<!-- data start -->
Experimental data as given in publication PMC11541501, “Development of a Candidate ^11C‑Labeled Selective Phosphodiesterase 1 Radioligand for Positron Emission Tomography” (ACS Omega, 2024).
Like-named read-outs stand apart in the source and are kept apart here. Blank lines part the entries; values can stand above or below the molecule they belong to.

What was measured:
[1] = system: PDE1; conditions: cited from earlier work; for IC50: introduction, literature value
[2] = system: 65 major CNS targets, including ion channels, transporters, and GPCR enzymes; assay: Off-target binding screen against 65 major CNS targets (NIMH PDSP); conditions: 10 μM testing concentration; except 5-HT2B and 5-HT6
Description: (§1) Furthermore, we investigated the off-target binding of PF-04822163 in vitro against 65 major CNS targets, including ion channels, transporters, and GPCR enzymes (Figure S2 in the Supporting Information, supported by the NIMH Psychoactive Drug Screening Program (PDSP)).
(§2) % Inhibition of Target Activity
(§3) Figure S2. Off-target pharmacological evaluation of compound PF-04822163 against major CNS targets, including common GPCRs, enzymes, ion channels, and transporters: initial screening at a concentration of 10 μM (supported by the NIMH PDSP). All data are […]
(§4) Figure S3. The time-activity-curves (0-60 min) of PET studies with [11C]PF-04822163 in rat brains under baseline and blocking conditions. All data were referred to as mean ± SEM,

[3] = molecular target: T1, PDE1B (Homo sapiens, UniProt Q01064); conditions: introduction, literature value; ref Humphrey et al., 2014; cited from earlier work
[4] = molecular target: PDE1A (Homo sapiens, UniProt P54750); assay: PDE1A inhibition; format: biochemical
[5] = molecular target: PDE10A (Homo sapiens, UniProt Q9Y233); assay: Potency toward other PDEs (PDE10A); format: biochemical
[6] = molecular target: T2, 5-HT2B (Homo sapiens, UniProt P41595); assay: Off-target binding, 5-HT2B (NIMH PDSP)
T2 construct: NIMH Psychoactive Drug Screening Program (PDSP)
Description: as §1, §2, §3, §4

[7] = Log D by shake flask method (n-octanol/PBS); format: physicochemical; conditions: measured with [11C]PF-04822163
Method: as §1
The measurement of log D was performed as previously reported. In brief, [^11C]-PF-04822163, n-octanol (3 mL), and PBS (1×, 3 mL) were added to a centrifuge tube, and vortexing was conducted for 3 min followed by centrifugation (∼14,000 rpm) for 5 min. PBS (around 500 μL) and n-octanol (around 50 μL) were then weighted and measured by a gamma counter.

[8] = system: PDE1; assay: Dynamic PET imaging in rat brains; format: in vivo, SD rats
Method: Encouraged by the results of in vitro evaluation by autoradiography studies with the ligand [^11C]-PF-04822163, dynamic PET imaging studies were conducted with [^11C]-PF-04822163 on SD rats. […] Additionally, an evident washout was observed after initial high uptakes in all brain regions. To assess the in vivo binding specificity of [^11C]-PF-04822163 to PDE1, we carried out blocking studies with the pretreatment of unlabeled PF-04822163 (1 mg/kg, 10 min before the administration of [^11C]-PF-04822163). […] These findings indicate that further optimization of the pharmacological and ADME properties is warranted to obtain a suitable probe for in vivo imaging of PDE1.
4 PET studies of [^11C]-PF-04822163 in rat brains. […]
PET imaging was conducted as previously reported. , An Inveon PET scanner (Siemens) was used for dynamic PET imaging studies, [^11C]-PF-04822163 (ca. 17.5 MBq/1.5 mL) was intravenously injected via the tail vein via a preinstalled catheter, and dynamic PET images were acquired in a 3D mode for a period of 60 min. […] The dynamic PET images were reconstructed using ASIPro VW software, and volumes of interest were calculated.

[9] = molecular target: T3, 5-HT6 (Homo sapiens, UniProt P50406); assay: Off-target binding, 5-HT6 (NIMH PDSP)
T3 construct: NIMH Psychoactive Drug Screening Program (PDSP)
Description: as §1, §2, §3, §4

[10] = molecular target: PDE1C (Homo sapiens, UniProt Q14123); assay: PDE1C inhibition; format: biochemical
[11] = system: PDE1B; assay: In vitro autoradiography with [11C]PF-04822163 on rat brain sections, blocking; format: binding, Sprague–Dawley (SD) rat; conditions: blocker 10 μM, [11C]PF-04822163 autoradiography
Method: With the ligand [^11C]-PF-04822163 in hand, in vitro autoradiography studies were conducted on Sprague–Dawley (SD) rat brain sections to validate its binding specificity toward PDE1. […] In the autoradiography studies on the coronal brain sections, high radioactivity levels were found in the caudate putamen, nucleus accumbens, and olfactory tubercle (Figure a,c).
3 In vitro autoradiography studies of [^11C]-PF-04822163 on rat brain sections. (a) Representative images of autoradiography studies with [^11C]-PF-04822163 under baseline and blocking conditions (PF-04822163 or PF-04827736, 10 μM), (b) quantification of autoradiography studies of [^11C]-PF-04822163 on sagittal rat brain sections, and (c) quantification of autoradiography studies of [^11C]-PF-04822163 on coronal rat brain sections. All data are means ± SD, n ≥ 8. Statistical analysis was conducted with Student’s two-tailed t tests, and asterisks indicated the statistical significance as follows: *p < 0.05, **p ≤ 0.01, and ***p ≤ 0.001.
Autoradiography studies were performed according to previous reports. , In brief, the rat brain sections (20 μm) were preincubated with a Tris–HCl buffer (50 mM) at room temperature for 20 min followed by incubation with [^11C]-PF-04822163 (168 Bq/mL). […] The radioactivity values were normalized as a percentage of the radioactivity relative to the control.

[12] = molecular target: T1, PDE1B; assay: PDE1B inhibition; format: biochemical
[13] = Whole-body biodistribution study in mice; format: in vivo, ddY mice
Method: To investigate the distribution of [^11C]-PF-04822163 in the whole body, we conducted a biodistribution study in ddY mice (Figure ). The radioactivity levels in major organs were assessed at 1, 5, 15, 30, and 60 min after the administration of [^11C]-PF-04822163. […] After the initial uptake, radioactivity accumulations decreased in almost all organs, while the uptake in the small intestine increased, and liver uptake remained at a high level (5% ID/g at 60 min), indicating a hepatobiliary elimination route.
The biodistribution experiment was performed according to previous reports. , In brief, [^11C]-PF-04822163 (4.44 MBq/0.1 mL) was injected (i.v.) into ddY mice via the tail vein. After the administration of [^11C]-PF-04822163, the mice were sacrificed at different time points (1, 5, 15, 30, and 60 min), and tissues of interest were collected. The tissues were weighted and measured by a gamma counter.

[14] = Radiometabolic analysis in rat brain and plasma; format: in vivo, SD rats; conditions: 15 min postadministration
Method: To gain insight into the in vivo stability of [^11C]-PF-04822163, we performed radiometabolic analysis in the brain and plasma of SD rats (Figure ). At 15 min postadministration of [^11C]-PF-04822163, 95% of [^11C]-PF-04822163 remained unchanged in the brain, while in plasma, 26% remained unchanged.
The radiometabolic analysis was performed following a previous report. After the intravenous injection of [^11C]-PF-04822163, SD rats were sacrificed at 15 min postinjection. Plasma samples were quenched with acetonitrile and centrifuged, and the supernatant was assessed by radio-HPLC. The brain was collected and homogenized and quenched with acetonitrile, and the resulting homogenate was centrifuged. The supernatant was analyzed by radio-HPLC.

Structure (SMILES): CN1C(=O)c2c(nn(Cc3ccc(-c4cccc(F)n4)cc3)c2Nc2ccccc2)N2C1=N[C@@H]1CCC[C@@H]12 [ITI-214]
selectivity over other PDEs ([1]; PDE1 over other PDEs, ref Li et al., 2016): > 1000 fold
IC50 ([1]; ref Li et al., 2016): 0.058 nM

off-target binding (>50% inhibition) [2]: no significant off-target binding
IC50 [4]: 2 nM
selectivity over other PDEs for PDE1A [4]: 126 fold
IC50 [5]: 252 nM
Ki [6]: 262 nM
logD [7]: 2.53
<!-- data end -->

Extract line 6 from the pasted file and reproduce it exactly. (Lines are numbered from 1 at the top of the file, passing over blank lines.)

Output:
Description: (§1) Furthermore, we investigated the off-target binding of PF-04822163 in vitro against 65 major CNS targets, including ion channels, transporters, and GPCR enzymes (Figure S2 in the Supporting Information, supported by the NIMH Psychoactive Drug Screening Program (PDSP)).